Why is irradiated food labelling being reviewed?

The original call for a “review” of mandatory labelling of irradiated foods came from Labelling Logic: Review of Food Labelling Law and Policy (2011) aka the “Blewett Report”.

False premise for Review:  Recommendation 34 “that the requirement for mandatory labelling of irradiated food be reviewed” was premised entirely upon the notion of long-term experience with irradiated foods.  “People have not had 30 years’ experience of irradiated foods and there appear to be no problems for humans occasioned by the consumption of food treated with this technology.” (pg 94.)

Two major fallacies underlie this premise:

  • Irradiated food has only recently been introduced to Australian and New Zealand markets and there is little or no consumer experience with it.
  • The safety of irradiated food cannot be presumed simply by there “appear[ing] to be no problems.” In fact, no long term studies of consuming an irradiated diet have been conducted.

 What is the Review aiming to do?

The “Review” process:  Despite assertions that the consultation underway is not calling for legislative change, our understanding that is in really a litmus test for further action to remove labelling.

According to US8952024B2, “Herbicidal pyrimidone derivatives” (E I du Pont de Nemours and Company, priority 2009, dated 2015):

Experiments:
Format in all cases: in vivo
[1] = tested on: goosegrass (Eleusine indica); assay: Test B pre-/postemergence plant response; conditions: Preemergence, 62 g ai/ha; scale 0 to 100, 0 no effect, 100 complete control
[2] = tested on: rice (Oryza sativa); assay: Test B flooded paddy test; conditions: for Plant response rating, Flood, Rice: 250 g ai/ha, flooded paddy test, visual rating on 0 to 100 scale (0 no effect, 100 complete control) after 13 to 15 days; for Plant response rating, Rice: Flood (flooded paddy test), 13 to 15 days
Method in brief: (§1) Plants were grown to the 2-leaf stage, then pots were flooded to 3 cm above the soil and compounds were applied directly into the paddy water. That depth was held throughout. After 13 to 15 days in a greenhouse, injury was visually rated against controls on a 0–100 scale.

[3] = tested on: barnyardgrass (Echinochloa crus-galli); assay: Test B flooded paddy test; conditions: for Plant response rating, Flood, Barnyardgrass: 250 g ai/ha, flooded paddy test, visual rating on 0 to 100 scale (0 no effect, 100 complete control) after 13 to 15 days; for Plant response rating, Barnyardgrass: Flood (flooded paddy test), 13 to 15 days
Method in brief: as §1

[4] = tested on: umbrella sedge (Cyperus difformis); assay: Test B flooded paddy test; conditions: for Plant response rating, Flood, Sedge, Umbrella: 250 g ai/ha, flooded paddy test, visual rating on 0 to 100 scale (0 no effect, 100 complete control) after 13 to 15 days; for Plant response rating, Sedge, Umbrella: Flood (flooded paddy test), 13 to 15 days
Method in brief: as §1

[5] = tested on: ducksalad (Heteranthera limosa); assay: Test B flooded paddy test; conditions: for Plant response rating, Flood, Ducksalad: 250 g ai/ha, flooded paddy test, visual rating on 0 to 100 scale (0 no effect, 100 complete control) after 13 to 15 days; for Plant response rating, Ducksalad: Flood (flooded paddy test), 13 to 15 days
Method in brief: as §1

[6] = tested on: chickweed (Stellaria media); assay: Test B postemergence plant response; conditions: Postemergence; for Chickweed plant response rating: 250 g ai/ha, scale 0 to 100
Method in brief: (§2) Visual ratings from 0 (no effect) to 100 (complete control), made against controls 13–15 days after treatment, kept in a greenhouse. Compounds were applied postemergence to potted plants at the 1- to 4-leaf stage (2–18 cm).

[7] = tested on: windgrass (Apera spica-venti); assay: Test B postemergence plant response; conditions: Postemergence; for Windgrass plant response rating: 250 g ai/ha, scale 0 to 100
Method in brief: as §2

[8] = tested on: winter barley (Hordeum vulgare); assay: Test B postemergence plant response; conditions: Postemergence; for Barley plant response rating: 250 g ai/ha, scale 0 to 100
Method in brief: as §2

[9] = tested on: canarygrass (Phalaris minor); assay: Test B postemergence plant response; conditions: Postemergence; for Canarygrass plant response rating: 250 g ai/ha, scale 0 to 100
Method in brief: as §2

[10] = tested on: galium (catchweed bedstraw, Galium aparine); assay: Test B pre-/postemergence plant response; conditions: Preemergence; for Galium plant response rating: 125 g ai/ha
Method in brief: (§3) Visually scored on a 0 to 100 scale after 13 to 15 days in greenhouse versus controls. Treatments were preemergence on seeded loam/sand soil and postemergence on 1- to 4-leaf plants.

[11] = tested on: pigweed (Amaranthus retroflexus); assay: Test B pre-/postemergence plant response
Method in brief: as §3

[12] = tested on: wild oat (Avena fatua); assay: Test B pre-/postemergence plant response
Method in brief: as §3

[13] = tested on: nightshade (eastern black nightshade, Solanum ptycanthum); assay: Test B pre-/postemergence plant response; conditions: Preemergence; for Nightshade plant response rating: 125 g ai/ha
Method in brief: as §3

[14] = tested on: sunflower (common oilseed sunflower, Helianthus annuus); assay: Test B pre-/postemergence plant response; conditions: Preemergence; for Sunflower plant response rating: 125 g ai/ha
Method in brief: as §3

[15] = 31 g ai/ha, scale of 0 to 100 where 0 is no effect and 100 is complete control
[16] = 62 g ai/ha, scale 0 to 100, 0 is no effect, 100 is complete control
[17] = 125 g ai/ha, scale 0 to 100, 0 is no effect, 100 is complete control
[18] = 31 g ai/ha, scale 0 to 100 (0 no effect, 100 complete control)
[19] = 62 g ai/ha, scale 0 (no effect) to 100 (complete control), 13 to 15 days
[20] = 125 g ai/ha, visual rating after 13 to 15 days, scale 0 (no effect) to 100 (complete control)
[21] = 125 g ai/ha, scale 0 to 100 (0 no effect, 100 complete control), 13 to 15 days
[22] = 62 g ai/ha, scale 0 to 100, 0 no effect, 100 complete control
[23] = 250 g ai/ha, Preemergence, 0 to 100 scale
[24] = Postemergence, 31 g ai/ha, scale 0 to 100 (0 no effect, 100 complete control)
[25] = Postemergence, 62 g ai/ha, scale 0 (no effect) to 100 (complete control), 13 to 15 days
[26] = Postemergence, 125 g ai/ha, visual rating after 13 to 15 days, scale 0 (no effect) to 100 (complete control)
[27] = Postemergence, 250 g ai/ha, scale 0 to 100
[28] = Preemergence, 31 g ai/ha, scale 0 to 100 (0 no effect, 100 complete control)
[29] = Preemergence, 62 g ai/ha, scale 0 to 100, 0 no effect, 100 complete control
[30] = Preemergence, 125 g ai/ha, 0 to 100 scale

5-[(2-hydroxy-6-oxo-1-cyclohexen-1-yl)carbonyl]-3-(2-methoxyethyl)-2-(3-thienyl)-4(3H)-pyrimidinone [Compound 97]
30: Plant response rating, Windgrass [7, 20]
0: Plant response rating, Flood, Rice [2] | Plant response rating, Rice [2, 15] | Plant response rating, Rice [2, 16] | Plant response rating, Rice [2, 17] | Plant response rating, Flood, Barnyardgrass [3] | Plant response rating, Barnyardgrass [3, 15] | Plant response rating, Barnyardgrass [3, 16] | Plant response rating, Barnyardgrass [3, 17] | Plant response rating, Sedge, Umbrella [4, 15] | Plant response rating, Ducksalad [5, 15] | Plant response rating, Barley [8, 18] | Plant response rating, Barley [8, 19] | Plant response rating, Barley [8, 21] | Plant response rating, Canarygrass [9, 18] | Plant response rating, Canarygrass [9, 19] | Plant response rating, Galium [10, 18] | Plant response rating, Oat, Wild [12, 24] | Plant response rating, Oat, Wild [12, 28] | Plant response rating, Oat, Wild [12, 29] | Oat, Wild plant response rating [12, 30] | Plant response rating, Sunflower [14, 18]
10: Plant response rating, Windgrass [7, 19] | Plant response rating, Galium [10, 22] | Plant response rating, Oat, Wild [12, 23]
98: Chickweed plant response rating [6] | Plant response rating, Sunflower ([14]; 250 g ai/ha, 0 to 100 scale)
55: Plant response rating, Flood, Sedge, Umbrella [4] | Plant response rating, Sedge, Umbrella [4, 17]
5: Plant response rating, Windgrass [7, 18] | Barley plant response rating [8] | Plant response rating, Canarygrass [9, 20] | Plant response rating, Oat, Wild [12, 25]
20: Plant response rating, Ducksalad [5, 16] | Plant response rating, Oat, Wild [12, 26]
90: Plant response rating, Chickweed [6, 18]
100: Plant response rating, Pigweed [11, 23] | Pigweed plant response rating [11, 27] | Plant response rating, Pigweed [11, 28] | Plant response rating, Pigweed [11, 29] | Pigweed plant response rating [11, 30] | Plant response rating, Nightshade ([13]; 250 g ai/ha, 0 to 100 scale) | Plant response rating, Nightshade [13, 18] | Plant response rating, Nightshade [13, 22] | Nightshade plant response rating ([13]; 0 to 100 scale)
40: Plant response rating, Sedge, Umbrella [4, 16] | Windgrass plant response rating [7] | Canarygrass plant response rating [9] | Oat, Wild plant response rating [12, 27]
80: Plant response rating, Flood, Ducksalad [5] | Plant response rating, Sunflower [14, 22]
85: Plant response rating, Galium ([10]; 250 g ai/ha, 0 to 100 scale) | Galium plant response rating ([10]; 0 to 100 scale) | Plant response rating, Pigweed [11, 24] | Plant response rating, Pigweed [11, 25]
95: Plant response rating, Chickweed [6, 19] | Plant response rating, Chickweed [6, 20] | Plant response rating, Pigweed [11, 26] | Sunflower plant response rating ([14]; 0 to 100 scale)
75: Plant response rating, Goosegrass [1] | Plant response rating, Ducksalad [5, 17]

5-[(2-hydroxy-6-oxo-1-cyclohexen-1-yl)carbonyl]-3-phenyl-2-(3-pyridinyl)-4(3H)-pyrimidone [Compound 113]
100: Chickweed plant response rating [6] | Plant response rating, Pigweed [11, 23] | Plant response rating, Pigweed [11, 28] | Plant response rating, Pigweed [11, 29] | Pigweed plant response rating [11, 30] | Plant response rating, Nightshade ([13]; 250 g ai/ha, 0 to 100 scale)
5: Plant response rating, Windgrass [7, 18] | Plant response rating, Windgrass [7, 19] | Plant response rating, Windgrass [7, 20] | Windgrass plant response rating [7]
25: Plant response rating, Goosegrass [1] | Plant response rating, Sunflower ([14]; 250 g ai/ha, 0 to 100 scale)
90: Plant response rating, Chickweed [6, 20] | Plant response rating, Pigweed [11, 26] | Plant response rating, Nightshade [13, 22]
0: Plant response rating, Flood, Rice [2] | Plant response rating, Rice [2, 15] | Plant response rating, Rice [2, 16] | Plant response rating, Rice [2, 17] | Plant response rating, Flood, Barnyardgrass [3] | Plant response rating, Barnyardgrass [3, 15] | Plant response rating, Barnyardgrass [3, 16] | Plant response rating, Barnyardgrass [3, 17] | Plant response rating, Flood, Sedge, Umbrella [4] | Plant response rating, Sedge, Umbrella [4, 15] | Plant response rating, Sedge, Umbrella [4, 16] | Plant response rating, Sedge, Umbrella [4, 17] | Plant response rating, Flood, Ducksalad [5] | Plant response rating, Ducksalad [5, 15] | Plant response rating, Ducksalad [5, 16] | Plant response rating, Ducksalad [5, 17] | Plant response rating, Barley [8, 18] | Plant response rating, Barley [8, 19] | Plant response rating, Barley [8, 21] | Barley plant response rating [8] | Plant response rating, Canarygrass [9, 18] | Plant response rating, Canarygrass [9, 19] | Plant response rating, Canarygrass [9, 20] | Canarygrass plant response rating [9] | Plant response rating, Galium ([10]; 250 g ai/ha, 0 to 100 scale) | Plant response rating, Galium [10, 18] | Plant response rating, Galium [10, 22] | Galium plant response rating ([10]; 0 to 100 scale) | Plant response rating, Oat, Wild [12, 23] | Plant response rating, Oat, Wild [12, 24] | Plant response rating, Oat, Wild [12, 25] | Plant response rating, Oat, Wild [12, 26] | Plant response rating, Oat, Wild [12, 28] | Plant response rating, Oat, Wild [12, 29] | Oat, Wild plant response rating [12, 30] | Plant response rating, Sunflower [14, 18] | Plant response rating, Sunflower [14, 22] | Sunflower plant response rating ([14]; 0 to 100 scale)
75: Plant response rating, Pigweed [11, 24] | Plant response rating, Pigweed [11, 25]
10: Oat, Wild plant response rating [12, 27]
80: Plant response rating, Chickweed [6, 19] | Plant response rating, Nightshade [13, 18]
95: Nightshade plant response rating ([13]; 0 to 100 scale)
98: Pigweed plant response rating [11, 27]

Indications from officials and Ministerial letters suggest that the outcome of this process will likely be cessation of the present requirement to label irradiated fruits and vegetables and other irradiated foods .  The review document itself suggests that as labelling is seen as an impediment to the “uptake of the technology.”

The removal of mandatory labelling of irradiated foods is also likely to be considered a litmus test for the removal or lack of labelling other novel foods- foods using new technology – such as GMOs or Nanotechnology.

What about labelling in other countries?

Labelling is the global norm:  It is clear that labelling of irradiated food is the norm. In fact, international standards, our trading partners, and the countries listed as examples in the FSANZ discussion paper, tend to have more stringent labelling regimes than Australia.  They call for mandatory labelling – and, unlike Australia, include prescribed words clearly indicating that the product has been irradiated.

What’s being irradiated in Australia?